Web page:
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Renaissance - Live At Carnegie Hall CD (album) cover




Symphonic Prog

4.26 | 225 ratings

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Prog Reviewer
4 stars First an apology of sorts: in my misguided youth I had always politely dismissed Renaissance as middlebrow lightweights, hardly worth the attention of a partisan teen proghead devoted to the more abrasive sounds of Krautrock and KING CRIMSON. Now older and wiser, I can better appreciate the rich melodic beauty and easygoing sophistication in much of their music, and what better way to become reacquainted with the band than a concert from their creative peak in the mid-1970s?

Discovering this double-disc live album after nearly 35 years is like opening a lavish, long buried (and only slightly tarnished) time capsule from the Golden Age of symphonic prog. In retrospect they were never a band about to set the world on fire, practicing a refined blend of classical rock that was hardly rock 'n' roll at all (it lacked the authority of an electric guitarist), and never played loud enough to overpower all the woodwinds and strings.

Truthfully, Renaissance might be the perfect band for people who find early GENESIS too edgy. But the group had a not-so-secret weapon in its arsenal: vocalist Annie Haslam, whose golden voice was warm enough to illuminate the highest rafters of Carnegie Hall, and at the same time strong enough to span (according to some reports) a range of five full octaves.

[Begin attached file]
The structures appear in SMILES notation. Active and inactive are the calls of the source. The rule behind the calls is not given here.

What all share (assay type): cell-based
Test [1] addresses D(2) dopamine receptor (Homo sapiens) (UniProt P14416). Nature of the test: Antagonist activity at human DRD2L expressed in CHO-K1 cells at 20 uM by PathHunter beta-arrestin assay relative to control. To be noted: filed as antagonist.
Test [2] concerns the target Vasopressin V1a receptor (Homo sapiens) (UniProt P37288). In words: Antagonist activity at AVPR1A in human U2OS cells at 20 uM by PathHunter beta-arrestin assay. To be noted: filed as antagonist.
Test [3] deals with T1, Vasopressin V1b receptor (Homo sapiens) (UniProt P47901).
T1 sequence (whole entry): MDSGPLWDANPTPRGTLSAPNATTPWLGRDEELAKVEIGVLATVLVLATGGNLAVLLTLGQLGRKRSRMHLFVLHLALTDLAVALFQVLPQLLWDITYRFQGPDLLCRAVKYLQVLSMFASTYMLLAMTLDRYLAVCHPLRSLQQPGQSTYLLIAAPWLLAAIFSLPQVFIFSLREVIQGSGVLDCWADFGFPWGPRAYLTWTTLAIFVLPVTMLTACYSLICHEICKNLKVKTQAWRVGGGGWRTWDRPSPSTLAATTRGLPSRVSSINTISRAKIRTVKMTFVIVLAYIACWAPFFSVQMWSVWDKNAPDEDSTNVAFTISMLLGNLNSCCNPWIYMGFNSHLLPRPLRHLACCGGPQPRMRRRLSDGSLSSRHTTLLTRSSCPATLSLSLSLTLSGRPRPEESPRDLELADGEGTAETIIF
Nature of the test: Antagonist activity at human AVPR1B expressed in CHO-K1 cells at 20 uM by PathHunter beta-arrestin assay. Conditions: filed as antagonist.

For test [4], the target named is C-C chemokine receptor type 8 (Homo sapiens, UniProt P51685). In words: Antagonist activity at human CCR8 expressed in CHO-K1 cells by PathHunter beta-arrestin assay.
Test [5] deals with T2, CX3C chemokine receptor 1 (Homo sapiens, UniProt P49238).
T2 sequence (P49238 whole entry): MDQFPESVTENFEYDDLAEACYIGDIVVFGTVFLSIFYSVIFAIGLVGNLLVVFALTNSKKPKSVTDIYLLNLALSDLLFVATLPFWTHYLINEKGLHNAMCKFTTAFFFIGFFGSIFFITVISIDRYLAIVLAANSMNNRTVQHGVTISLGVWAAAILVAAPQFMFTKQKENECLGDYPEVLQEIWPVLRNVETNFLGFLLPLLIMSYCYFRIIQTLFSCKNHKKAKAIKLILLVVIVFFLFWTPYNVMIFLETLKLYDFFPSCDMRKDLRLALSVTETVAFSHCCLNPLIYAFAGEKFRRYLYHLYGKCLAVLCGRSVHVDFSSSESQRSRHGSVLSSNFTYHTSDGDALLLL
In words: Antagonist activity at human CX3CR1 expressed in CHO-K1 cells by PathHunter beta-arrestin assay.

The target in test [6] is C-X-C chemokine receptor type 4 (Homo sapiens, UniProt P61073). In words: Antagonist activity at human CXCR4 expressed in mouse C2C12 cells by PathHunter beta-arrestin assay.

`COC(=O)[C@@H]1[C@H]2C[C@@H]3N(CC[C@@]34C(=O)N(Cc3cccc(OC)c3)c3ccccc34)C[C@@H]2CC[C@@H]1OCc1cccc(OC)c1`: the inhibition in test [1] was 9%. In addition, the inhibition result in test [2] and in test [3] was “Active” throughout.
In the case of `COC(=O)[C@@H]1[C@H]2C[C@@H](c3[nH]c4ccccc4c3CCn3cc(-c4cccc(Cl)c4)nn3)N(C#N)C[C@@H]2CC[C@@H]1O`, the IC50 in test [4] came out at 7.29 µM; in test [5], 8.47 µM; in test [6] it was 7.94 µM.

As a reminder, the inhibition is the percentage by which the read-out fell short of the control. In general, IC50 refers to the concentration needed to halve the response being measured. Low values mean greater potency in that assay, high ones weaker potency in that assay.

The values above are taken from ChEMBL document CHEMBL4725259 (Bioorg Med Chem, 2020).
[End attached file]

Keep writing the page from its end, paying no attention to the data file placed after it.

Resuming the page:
Here the quintet was appearing alongside the New York Philharmonic Orchestra, a collaboration greatly enhancing the already lush symphonic depth of their setlist. I'm thinking of the majestic coda to the song "Running Hard" and the thrilling climax to "Can You Understand", and in particular the near 30-minute "Song of Scheherazade", which filled an entire side of the original twin-LP package.

The epic suite is probably the band's magnum opus, and this 1975 performance (introducing the music shortly before it appeared on the eponymous studio album) arguably marked the zenith of their entire career. The romantic Arabian Nights setting was the perfect vehicle for such a quintessential Prog Rock period piece, remarkably owing little to the Rimsky-Korsakov original, except for a brief orchestral nod to the Sultan's theme at the 10:30 mark.

And after the mannered classicism of "Scheherazade" it's nice to hear the band stretch out in a loose fusion jam during the climactic "Ashes Are Burning", doubling the length of the already generous studio original. The live presentation includes a long and somewhat clumsy bass guitar solo by Jon Camp that must have sounded really groovy in the mid- '70s, but never mind: the crowd eats it up, and the players respond with a rousing finale.

Little did the group know it was living on borrowed time, and soon to be swept aside in shifting musical tides. But for the moment, and with this live set, Renaissance would beat the symphonic pants off their orchestral rock competition: RICK WAKEMAN's likewise live "Journey to the Center of the Earth" (but of course that particular emperor never had any clothes to begin with); and ELP's forthcoming "Works, Volume One", by comparison sounding even more redundant than it already was.

If I had heard "Live at Carnegie Hall" back in 1976 it might have been a nostalgic five-star classic in my collection by now. And even if, like me, you missed it the first time around, the album provides an invaluable roadmap to a belated trip down memory lane.

Neu!mann | 4/5 |


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